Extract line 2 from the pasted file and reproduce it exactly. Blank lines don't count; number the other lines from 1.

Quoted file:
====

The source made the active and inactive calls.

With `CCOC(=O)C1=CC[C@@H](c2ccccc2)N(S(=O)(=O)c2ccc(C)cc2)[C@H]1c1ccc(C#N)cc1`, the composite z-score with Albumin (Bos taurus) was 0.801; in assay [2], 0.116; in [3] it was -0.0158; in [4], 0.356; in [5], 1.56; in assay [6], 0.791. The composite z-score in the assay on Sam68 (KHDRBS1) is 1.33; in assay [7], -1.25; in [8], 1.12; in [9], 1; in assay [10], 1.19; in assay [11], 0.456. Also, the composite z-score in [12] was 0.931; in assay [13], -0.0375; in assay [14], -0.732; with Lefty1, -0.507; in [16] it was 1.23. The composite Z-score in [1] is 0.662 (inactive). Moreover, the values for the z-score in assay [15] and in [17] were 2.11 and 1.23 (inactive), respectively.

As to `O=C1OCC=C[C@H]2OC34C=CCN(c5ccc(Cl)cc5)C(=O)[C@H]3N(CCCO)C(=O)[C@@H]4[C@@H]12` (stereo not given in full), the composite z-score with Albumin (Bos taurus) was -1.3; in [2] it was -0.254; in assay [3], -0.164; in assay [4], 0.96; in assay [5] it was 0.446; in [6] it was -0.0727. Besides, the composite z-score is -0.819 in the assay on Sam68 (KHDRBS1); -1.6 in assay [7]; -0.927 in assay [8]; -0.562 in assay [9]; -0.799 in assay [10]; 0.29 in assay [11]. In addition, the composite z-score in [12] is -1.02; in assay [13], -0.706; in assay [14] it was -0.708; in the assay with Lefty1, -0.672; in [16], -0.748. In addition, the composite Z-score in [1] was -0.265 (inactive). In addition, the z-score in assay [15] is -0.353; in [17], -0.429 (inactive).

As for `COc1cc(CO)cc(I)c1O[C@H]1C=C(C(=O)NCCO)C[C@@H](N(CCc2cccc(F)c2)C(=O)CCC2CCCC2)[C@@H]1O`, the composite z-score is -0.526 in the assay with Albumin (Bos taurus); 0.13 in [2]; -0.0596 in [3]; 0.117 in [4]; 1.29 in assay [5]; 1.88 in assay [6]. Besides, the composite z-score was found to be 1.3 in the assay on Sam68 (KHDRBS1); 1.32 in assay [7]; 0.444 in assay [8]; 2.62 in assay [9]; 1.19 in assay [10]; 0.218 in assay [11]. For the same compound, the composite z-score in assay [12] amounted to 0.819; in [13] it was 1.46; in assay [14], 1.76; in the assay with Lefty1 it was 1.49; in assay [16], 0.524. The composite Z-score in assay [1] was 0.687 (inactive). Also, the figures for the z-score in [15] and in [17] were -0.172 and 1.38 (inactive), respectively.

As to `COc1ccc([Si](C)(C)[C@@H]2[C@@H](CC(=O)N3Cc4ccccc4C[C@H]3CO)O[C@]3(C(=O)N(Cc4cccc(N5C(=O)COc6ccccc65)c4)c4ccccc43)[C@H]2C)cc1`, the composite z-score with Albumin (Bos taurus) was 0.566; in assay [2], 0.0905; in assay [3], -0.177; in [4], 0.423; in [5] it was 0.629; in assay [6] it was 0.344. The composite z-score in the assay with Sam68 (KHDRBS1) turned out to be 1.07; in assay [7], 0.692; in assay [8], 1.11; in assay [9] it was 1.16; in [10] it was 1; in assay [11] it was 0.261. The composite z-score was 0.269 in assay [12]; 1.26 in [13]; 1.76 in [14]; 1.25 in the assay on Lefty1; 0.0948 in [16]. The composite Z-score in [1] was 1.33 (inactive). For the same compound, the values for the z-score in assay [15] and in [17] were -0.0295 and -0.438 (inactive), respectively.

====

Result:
With `CCOC(=O)C1=CC[C@@H](c2ccccc2)N(S(=O)(=O)c2ccc(C)cc2)[C@H]1c1ccc(C#N)cc1`, the composite z-score with Albumin (Bos taurus) was 0.801; in assay [2], 0.116; in [3] it was -0.0158; in [4], 0.356; in [5], 1.56; in assay [6], 0.791. The composite z-score in the assay on Sam68 (KHDRBS1) is 1.33; in assay [7], -1.25; in [8], 1.12; in [9], 1; in assay [10], 1.19; in assay [11], 0.456. Also, the composite z-score in [12] was 0.931; in assay [13], -0.0375; in assay [14], -0.732; with Lefty1, -0.507; in [16] it was 1.23. The composite Z-score in [1] is 0.662 (inactive). Moreover, the values for the z-score in assay [15] and in [17] were 2.11 and 1.23 (inactive), respectively.